About a week ago our own Adam Chitwood, who is an incredibly hard worker and is very mindful about the impact of what he does, posted this piece. I don’t blame him at all for posting it. If I was online, I would have done the same thing. After all, you have to make insanely fast decisions in order to bring readers news in a manner that remains competitive with the countless other outlets vying for their eyes, and it’s sourced from the Wall Street Journal, and contains exactly – and I mean exactly – the type of content that we’re known for bringing to our readers (not to mention a variety of that content that gets a lot of hits). Except it came from the Sony hack.
We won’t be posting anything like it again. This is not to say that we won’t post news about the Sony situation. But we feel that the real news lies in the fact that the studio and its employees are the victims of a massive invasion of privacy and that the contents of that invasion themselves are not news. In fact, the exposure of these materials is the very thing that the criminals who perpetrated this attack were using as leverage. And they were counting on our willingness to publish this stuff to back them up. We did not let them down, but we won’t help them again. Hit the jump for why.
It’s hard to imagine that it was only a week ago that we, and many other online outlets, began wrestling with the dilemma of what to do in the wake of the hack. The “movie news” component of this thing was initially a little bit less cut and dry than the wholesale publishing of gossip-y emails, but in retrospect we believe that any kind of action that brings us monetary gain as the result of an ongoing criminal endeavor would be wrong. Especially when the information stemming from it is of such little actual benefit to the public and there’s so much else at stake, like the personal information of hundreds of Sony employees. Instead of citing “hazy moral ground” as an excuse for doing the wrong thing, we’d rather take a beat and make sure we’re doing the right thing. Even if it means losing money (personally, I would leave this site – which supplies a good portion of my income – if we started regularly reporting this kind of information).
That doesn’t mean that reporting on this information is illegal. It may not be. Some people are citing Bartnicki v. Vopper (Supreme Court case 532 U.S. 514) as precedence for publishing illegally obtained documents. And they could very well be right that this case buys them the legal standing to engage in such reporting. But is it right? We feel that this is a misunderstanding of the intent of that case, which itself cites New York Times Co v. United States (Supreme Court case 403 U.S. 713) which “upheld the press’ right to publish information of great public concern.”
Let’s be clear: Spider-Man, 23 Jump Street and Ghostbusters 3 are not of “great public concern.” These are movies, not the Pentagon Papers (which were the actual subject of 403 U.S. 713). In addition, a few (but, fairly, not all) of the headlines and “stories” that have tumbled out of this information often seem to be built on a willful, almost comically epic, distortion of facts, or at the very least a fundamental misunderstanding of how the industry actually works (which is nothing new). For example, one exec emailing another with casting suggestions does not mean “These 5 actors are up for this role.”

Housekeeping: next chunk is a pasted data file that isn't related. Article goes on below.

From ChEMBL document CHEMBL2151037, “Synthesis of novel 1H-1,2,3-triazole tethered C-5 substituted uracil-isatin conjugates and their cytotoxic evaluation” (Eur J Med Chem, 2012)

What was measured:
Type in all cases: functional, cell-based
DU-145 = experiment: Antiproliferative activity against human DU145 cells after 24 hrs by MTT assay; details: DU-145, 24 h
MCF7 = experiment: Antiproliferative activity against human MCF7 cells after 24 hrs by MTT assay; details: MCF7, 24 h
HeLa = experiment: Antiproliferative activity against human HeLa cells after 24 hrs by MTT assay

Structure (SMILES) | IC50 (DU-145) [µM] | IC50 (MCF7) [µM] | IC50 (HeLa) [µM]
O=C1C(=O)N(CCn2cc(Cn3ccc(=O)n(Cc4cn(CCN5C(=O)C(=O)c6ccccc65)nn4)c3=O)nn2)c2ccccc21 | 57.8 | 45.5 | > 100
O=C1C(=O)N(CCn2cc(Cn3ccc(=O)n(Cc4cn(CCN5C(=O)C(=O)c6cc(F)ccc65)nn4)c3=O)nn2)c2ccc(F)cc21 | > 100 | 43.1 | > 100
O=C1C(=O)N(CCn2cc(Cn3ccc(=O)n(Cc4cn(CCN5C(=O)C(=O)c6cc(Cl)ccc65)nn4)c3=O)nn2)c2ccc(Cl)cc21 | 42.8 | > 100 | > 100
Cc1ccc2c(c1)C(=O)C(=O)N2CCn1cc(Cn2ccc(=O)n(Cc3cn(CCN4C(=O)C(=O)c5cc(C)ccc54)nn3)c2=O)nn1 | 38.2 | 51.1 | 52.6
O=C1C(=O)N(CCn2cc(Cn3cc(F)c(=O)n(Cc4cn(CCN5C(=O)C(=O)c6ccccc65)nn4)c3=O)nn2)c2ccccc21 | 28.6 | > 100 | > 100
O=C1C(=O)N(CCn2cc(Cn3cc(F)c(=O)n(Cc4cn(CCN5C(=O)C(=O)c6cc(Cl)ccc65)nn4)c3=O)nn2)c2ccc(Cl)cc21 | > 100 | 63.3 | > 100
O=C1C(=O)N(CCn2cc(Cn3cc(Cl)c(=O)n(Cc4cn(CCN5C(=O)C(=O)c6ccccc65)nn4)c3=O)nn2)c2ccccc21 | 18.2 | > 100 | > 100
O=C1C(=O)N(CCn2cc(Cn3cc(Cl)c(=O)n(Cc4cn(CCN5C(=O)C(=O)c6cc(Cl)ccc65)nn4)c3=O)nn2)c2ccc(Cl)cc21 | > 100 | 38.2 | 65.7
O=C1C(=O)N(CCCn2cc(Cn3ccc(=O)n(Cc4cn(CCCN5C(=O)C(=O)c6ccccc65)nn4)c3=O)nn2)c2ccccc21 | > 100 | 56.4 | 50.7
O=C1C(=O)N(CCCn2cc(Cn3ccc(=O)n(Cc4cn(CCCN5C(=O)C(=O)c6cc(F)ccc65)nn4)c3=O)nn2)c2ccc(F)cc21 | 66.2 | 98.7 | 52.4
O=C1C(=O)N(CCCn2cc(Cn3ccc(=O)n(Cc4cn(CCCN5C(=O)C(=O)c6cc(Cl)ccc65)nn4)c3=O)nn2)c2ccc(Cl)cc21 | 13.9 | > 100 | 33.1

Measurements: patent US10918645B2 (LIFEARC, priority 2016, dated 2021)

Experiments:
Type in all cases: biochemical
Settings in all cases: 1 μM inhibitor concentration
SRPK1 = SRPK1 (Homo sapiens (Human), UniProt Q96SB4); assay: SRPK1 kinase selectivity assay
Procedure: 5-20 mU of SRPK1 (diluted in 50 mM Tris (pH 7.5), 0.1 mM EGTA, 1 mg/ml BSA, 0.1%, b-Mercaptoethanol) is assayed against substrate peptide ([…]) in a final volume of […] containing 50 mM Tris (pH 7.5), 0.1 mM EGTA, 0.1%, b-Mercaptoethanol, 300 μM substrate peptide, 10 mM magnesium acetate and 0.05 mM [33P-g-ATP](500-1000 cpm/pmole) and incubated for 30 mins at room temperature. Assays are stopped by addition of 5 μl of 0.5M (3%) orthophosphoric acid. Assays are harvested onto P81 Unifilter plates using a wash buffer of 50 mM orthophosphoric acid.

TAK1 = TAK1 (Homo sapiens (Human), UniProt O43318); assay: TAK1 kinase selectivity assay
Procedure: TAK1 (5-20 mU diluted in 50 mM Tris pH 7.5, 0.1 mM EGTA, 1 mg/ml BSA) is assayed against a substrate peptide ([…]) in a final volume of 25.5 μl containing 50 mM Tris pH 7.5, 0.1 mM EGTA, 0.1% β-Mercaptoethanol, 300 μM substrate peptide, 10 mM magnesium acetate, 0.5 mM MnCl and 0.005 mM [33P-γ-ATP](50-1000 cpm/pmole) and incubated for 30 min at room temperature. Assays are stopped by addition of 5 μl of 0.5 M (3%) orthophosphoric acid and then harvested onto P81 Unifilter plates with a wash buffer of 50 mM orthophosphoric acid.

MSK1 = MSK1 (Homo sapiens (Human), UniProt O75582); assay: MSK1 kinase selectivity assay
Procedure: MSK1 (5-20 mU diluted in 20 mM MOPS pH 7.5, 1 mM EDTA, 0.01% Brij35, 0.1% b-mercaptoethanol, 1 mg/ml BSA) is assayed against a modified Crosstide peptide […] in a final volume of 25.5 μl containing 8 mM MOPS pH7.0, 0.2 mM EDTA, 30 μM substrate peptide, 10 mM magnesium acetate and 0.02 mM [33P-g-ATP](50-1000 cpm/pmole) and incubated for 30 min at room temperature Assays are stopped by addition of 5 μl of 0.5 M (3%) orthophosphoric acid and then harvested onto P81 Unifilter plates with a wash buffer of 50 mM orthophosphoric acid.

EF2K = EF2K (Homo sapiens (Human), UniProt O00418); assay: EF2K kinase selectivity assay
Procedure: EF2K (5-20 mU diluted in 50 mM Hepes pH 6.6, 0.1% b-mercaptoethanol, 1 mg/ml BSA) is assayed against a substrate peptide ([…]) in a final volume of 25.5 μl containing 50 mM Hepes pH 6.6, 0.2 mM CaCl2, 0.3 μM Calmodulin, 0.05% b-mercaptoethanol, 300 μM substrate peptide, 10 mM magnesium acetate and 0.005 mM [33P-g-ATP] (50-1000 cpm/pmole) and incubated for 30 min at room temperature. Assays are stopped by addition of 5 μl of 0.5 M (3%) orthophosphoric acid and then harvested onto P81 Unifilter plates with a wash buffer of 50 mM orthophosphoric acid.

Further, catty emails are also not of “great public concern.” To be fair, I have tried to avoid clicking on anything gossip-y pertaining to the hack in an effort to avoid monetizing it on my end, so I’m not incredibly well-educated on every nook and cranny of these people’s private lives, but what I’ve been able to gleam has been far from shocking. (Full disclosure: the one document I have seen – via an image on Twitter – was the Sony exec payroll sheet and I found it utterly unsurprising). While I don’t necessarily endorse off color jokes I would honestly like a show of hands from anyone who is genuinely taken aback by the fact that an industry populated with creative, volatile and occasionally power hungry personalities generates a few nasty emails (and boy do these seem tame to the stuff I came across daily in my agency days).
Some people have cited this leak as being a watershed, an exposure of Sony’s corrupt corporate culture. I don’t buy this reasoning, which isn’t to say that Sony is innocent. Does the studio have an overabundance of white male executives? Yes. Is this bad? Yes. But this is an across-the-board problem at every studio and at the majority of American corporations. It’s also not a fact you need a hack to get to the bottom of it, since I’m fairly certain a glance at IMDBpro, Studio System, or the company directory can provide you with a general idea of the demographic that makes up the highest paid echelons of their workforce. America has a huge problem with latent (and, in light of Ferguson, not so latent) racism. Equal pay for women is also a hugely important topic that absolutely needs to be addressed until it’s no longer an issue, but I feel like we’re beyond the discovery phase of this problem (at least how it pertains to Sony). It’s a problem, so let’s solve it. Having a meltdown about the fact that an illegally obtained document states what we already knew only wastes time and energy and muddies the moral ground we need to stand on to effect any significant societal change. The only thing shocking here seems to be the amount of people who went to sleep one night assuming that Hollywood was built on altruism.
When the “#GOP” hacked into Sony’s network on Monday, November 24th they threatened to release all of this information unless their demands were met. Who were they counting on to disseminate this information? Who could they rely on to carry out this terror and humiliation? Oh, that’s right: Us. Let’s not do their work for them.